Now, that’s not to say they always set my phone to the correct time. One spring daylight savings switchover, they were supposed to adjust my clock an hour forward, and instead they adjusted it an hour back. It stayed that way for a while, then got set forward an hour again (putting it on the incorrect pre-DST time), then a while later, it finally got set an hour forward again. And there was actually a day recently that had nothing to do with a time change, where suddenly the clock was an hour off for an afternoon.

Thanks for all the responses.

I’m on AT&T. I’ll try eliminating auto-update.

As for why I care, (i) I use my cell phone as my watch, and (ii) hell, I don’t care if the thing was a Transformers watch I dug out of the bottom of a box of Cheerios - I still want the damn thing to work right.


“Over-updating” is actually well known in many areas of technology to be nothing but trouble. A fixed central clock may be necessary in some networks (computer LAN, cell phone, satellite, deep space/planetary probes etc.), but such clocks are best left to thier intended internal. use. Applying a clock that is “king in its domain” to a realm where it can be simply wrong… well, f you want an entertaining read, try browsing or searching the topic on the Risks Digest archives. We’ve been logging and analyzing such real-world tech failures for Way Too Long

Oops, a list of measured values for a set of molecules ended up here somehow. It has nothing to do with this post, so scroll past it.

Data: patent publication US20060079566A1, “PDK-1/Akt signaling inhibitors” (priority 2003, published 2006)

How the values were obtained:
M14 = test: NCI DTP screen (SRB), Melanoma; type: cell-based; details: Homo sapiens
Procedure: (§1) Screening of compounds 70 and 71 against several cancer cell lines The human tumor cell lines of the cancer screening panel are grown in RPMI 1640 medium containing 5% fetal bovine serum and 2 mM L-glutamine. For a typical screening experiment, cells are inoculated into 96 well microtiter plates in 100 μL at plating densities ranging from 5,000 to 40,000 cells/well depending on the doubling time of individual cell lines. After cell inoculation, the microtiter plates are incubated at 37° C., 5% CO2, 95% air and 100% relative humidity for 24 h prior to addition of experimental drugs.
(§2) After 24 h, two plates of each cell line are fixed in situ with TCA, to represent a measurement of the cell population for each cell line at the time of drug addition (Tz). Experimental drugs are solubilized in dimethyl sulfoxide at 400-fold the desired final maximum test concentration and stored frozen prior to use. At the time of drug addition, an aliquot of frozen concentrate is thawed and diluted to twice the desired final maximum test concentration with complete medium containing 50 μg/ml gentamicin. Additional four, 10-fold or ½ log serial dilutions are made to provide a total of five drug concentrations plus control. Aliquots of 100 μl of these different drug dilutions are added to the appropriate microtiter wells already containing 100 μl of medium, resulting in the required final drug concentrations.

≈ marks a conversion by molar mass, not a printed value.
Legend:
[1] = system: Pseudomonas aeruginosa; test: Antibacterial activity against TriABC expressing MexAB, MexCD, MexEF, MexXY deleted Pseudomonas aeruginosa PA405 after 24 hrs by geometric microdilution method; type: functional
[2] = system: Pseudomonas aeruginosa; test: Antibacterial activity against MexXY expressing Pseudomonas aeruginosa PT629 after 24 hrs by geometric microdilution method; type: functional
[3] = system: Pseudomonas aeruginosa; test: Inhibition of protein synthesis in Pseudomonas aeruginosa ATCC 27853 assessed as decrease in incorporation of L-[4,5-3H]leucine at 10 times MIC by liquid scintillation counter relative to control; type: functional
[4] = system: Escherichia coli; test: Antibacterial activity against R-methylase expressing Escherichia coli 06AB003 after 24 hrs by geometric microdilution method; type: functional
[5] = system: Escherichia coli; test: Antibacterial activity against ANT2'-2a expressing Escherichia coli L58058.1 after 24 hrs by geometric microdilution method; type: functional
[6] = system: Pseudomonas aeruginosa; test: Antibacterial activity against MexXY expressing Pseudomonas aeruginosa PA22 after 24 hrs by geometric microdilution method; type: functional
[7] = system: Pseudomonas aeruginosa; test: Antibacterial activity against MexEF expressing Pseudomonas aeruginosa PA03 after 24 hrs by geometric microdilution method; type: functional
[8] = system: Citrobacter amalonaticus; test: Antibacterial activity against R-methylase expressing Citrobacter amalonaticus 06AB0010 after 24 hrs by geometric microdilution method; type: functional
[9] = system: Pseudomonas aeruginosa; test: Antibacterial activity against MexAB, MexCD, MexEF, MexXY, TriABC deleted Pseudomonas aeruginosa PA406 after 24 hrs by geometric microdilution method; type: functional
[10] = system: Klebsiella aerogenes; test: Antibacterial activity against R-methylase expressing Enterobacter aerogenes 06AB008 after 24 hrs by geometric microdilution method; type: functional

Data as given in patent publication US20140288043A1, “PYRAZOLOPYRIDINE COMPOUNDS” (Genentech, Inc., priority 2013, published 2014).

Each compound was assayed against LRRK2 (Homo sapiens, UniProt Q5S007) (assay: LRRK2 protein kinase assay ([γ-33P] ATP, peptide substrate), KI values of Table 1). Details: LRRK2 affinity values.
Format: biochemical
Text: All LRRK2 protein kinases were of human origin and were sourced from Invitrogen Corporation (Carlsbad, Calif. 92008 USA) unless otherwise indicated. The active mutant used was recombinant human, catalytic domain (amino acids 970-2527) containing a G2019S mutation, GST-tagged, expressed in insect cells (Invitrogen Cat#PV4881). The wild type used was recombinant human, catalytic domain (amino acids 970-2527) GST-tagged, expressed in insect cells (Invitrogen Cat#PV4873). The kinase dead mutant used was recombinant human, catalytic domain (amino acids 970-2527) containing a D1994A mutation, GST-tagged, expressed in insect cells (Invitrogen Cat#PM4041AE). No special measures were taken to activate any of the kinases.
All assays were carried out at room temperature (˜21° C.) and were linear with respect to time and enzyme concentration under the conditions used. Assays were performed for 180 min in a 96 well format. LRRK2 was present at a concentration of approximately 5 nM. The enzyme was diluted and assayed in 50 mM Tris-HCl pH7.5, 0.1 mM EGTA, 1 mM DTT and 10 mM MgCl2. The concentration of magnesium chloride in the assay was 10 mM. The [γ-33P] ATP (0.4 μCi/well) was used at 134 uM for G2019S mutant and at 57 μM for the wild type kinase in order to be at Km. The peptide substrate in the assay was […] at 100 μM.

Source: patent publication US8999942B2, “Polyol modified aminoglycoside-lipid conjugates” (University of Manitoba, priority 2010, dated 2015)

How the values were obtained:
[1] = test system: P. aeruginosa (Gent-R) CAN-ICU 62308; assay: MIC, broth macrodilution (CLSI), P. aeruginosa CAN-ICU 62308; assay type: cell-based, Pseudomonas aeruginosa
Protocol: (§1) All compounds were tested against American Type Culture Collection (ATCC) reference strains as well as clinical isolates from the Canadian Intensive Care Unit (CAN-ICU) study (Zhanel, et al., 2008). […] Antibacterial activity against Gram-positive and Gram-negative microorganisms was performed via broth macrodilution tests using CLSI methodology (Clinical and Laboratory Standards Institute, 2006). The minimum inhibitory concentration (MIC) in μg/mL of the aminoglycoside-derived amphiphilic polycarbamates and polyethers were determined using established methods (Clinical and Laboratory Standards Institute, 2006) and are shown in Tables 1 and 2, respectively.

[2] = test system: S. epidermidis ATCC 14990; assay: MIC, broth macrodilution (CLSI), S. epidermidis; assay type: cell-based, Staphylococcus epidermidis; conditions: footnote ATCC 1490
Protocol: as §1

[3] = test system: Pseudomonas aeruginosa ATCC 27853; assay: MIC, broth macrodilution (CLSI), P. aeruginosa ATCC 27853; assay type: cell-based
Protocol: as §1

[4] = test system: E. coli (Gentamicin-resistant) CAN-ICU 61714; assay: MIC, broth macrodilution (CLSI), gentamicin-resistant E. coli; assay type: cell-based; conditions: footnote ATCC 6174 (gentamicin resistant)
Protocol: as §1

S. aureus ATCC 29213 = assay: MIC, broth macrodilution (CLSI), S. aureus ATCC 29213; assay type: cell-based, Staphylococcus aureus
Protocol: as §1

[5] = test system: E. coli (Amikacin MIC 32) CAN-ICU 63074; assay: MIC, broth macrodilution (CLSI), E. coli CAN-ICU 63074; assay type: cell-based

Imagine the havoc that can be wreaked if (e.g.) you are near the border of a time zone, being handed off between cells across the border and your cell time is changinging without your knowledge! As others have noted, you’re also putting your schedule [and possibly the Big Meeting™ ] in the hands of an Engineer whose primary interest was tweaking some otheraspect of network performance, or who didn’t notice a mistyped number.

Don’t be disgruntled by your phone network, updating your time periodically, not constantly, is just a mark of your profound tech-savviness and insight. Especially if you take the general lesson to heart and make it part of your tech savviness

If you want a constantly updated, reliable, central time source, you really have to use one that is designed from the ground up for that purpose --all the way to the end user. Computer networks use NNTP to provide times that are traceable to an atomic clock, but you’d be amazed how regularly this well established protocol causes foul-ups or network outages, because of some independent admin or machine in the path to some section of the network

Nitpick: This is NTP, Network Time Protocol. NNTP (Network News Transfer Protocol) is for Usenet.

Without NTP, a multi-thousand dollar PC can’t keep good time due to whatever quirk of design way back whenever by IBM or Intel. Why should I expect anything better from a cell phone that my provider gave me for free?

Every so often my Nokia phone on AT&T goes nutty and the time either goes away entirely, or shifts several hours. At least it’s a drastic change, rather than making me think I’m on time, but really am 15 minutes late. It was dead-on last Friday, but today, it’s about five hours fast.

With PCs, it’s fairly sloppy hardware design that nobdy’s engineered away. With phones, it appears to be confusion transmitted by cell sites. So why is the freebie Spongebob watch in the kid’s meal accurate to about 15 seconds a year? :confused: